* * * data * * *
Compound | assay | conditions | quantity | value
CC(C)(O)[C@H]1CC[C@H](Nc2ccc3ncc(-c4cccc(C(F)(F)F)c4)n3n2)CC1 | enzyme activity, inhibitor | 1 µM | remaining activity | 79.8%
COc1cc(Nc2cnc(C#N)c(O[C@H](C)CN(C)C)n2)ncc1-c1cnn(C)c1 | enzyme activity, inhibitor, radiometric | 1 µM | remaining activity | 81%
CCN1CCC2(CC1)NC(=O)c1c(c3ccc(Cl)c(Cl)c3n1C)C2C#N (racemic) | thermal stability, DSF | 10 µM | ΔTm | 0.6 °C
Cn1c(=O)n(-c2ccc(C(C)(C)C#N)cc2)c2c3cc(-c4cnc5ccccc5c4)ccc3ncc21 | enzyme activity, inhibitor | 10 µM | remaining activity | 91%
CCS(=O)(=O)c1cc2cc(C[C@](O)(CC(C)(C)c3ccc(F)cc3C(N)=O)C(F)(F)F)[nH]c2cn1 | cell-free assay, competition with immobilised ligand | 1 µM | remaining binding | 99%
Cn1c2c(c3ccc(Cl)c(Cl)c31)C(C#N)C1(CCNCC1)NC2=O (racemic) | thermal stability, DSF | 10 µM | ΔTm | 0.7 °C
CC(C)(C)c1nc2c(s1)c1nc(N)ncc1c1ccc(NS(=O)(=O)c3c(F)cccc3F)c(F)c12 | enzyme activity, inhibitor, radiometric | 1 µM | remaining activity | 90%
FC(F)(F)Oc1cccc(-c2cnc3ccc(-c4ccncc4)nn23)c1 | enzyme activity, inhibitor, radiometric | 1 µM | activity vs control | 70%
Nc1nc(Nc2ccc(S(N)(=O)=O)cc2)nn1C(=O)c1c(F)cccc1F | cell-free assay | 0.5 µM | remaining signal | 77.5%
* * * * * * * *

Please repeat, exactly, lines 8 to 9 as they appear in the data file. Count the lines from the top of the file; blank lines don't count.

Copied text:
CC(C)(C)c1nc2c(s1)c1nc(N)ncc1c1ccc(NS(=O)(=O)c3c(F)cccc3F)c(F)c12 | enzyme activity, inhibitor, radiometric | 1 µM | remaining activity | 90%
FC(F)(F)Oc1cccc(-c2cnc3ccc(-c4ccncc4)nn23)c1 | enzyme activity, inhibitor, radiometric | 1 µM | activity vs control | 70%